Microsoft AI Silicon Powered by Qualcomm Snapdragon X Elite

Can they truly dethrone the MacBook?
The Mac vs. PC war is back on
Microsoft’s M1 moment looks like it’s just days away.

Tom Warren has a new newsletter called Notepad, the first edition hit yesterday and it's perfectly timed ahead of Microsoft's major announcements next week: a Surface/Windows AI event on Monday and their Build conference starting on Tuesday. (Also smart of The Verge to offer a bundle – how streaming service of them – of Warren's Notepad alongside Alex Heath's great Command Line.)

I’m told Microsoft has full confidence that Qualcomm’s upcoming Snapdragon X Elite processors will begin a new era for Windows laptops. Microsoft seems to be betting on this being as big of a moment as when Apple launched its first Arm-based laptop chips in 2020.

I'm quite skeptical of this for all the obvious reasons. Namely, we've heard this story before. To be fair, that was from Intel, which Microsoft is leaving behind here (though not completely) in favor of Qualcomm. But to state the obvious: a large part of the success behind Apple Silicon has been the Apple part – this was an in-house project which Apple built through some smart acquisitions back in the day. Microsoft is still outsourcing this. Perhaps not forever, but for now.

It seems as if Qualcomm made their own smart acquisition – of ex-Apple Silicon talent, naturally – but they're still not in-house at Microsoft. They undoubtedly worked as closely as possible. But Microsoft was also doing that with Intel for years – they didn't call it "Wintel" for nothing. This is just going to have to be something both sides prove before we can trust any of this.

But it is interesting how confident Warren's sources inside Microsoft sound about this collaboration. The key thing to watch/listen for: performance and efficiency. Intel touted the former but missed the boat on the latter. It's already been proven that you can beat Apple Silicon in pure performance if you don't care about energy usage, but that has been Apple's actual secret sauce. It's not just that M1/M2/M3 MacBooks are fast, it's that they're fast and run cool, seemingly forever. Contrast this with the end of Apple's collaboration with Intel, where my legs were constantly being cooked as if trying to finally, truly blur the line between "hot dogs or legs?"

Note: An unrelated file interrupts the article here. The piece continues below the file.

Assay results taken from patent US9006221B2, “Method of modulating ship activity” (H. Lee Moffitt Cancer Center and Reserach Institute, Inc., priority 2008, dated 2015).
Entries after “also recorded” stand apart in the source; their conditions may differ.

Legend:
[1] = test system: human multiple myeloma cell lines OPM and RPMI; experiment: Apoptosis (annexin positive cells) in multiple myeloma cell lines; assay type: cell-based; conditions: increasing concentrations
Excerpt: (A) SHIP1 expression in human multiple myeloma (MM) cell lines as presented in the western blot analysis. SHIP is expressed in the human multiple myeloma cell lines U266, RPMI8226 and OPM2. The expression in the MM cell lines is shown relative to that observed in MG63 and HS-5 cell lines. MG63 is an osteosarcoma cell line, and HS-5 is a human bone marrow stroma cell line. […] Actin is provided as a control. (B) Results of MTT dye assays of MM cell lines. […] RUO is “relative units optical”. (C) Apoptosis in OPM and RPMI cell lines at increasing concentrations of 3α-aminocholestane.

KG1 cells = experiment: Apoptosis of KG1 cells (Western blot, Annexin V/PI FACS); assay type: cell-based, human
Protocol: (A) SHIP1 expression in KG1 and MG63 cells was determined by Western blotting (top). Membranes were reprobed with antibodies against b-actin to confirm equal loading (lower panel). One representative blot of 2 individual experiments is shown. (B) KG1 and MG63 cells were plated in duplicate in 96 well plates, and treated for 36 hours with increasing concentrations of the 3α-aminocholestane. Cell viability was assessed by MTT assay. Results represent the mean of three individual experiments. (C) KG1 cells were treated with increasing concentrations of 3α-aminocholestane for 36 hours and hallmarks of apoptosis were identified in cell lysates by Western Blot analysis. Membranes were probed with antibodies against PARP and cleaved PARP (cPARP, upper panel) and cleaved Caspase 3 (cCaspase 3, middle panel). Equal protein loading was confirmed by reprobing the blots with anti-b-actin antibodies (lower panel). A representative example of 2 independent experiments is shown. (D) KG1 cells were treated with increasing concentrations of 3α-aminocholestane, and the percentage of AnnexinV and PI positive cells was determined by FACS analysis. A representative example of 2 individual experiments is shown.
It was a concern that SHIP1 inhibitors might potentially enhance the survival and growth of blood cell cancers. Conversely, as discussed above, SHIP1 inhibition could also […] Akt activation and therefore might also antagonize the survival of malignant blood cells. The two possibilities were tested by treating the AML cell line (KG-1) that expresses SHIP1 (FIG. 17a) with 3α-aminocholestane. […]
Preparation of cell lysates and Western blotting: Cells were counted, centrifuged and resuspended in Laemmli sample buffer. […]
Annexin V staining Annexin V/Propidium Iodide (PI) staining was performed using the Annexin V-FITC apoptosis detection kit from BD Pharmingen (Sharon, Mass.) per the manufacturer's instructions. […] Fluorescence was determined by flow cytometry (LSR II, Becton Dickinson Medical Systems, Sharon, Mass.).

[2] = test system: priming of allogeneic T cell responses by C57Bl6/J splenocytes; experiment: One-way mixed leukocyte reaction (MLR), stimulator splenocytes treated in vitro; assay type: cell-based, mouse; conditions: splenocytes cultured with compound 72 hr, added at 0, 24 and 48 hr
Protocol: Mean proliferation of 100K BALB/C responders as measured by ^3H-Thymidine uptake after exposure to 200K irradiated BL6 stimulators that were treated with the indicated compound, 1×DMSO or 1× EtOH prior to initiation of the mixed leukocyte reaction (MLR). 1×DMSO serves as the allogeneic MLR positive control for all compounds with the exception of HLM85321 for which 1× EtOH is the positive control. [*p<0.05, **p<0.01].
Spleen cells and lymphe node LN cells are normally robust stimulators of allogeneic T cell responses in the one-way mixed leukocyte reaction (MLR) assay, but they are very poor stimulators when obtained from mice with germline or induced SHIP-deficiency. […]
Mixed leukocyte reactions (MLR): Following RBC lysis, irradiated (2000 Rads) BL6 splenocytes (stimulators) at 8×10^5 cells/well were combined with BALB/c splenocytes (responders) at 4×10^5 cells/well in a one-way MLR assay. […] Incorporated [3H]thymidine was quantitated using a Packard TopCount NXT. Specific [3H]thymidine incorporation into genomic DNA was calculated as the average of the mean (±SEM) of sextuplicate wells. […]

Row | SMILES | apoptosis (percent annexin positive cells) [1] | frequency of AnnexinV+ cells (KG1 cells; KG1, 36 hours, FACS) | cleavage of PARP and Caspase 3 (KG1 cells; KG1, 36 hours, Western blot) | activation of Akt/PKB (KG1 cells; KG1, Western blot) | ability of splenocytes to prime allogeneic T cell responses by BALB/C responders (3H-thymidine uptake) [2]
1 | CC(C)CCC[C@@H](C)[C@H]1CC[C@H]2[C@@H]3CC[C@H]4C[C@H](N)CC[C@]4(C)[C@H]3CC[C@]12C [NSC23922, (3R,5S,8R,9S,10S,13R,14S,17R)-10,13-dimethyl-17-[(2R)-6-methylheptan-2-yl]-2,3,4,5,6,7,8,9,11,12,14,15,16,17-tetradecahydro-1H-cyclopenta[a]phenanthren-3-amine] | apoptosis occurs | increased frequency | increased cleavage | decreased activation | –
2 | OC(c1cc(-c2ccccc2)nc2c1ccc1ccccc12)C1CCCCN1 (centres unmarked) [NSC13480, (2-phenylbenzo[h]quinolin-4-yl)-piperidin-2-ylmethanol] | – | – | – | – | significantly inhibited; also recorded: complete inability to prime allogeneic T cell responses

Apple has been touting performance-per-watt with their chips from the get-go. And again, Intel missed that part of the memo. I suspect Microsoft/Qualcomm will not, but it may take a bit to see how they truly stack up in real world usage.

Will there be... compromises?

Also, Apple just quasi-surprise dropped the M4 chip. It will be interesting to see if that's a point of comparison here, or if they stick to MacBook chips, which still means the M3. This also, of course, isn't the first go-around with Microsoft and the ARM architecture for their devices:

Microsoft has tried to transition to Arm — and the battery-life benefits that come along with it — for years without much success. It all started with the Surface RT in 2012. Its performance was far behind Intel-based tablets and laptops, and its desktop mode couldn’t use most traditional Windows apps. That effort quickly failed, but Microsoft returned to try transitioning to Arm again in 2018 with Qualcomm devices and then with the launch of the Surface Pro X a year later. That device was certainly better, but it still had app compatibility issues, performance wasn’t close to a regular laptop, and it was super expensive.

I reviewed the Surface RT back in 2012. The verdict? Trash can-worthy.

One more thing: AI AI AI AI AI AI AI...

The NPU, a dedicated processor designed to accelerate AI tasks, will help unlock features inside Windows that will only be available on devices that have these new and more powerful chips. Microsoft has been secretly working on a range of AI features, including a flagship one codenamed AI Explorer. Described internally as a way to let you “retrieve anything you’ve ever seen or done on your device,” this feature will use AI to capture everything you do and look at on your PC so you can perform “Recall” actions.

This will make everything you do on your PC searchable. The way sources have described this feature to me is that if you saw an image of an elephant a couple of weeks ago but you can’t remember where from, you just ask AI Explorer to bring that memory back to life, and it’ll show you the exact time you saw it and the context. So if you’ve been working with a colleague and discussing a project, you could look at a snapshot of that moment to remember what you were working on and discussing. This idea of recalling memories and snapshots from a period of time is a key part of how AI Explorer works.

This, I'm much more confident in. I think this is exactly the type of thing that Microsoft, as an OS-maker should be doing. As Warren notes, the startup Rewind (which is now actually Limitless, makers of that interesting new AI pendant) has been doing this. But a third-party is never going to be able to do this to extent that the OS itself can. Not to mention the security concerns – which maybe Microsoft won't actually be better to address anyway! It's why I suspect Apple may be cooking up something similar as a part of its AI story.

Update May 20, 2024: And here are the announcements....

Microsoft’s Copilots with Qualcomm usher in Copilot+ PCs and take on Apple